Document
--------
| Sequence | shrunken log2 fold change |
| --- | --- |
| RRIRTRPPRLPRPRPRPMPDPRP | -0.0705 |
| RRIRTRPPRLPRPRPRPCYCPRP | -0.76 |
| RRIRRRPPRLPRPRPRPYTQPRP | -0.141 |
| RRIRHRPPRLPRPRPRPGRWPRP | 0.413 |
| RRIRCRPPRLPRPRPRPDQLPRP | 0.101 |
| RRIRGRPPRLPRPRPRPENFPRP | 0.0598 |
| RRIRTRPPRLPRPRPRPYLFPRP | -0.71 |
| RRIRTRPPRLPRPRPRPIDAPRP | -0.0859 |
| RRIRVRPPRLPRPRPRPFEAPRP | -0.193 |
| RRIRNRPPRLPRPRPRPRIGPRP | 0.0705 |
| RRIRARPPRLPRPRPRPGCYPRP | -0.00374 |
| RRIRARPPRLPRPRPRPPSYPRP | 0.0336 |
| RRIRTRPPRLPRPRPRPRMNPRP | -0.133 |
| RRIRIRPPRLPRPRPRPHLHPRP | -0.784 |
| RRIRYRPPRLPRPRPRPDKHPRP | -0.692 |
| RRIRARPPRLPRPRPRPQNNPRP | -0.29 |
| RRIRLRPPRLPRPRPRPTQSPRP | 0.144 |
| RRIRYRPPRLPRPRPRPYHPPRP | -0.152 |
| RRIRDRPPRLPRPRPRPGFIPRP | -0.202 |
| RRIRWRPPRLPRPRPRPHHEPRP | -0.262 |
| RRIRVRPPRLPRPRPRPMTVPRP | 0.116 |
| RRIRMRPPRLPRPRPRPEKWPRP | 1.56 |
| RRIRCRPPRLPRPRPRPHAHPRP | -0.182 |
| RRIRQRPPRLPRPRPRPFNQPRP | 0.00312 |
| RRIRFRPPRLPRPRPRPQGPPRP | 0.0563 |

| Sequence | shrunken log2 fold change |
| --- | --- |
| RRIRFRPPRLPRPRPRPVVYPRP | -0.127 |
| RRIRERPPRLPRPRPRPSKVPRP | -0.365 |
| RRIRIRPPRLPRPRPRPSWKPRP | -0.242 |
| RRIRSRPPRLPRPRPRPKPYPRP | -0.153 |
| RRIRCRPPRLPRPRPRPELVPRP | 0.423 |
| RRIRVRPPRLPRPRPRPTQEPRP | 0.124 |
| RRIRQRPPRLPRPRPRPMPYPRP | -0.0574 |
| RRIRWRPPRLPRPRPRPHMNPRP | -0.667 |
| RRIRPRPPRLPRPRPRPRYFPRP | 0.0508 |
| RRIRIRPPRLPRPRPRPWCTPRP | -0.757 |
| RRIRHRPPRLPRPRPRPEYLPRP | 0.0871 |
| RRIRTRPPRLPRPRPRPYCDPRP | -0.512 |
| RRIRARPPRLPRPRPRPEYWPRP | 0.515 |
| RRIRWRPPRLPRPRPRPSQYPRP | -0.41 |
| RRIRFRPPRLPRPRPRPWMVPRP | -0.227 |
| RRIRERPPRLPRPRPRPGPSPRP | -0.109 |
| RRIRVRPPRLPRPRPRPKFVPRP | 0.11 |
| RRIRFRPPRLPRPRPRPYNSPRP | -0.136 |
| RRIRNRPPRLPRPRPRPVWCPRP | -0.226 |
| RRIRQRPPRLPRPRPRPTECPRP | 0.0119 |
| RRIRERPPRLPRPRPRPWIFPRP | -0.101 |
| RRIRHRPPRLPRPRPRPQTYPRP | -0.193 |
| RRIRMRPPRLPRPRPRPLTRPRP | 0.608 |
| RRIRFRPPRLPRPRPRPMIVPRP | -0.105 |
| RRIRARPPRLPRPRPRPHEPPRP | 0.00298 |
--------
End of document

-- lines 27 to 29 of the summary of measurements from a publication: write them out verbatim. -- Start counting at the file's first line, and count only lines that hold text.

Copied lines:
| RRIRFRPPRLPRPRPRPQGPPRP | 0.0563 |

| Sequence | shrunken log2 fold change |
| --- | --- |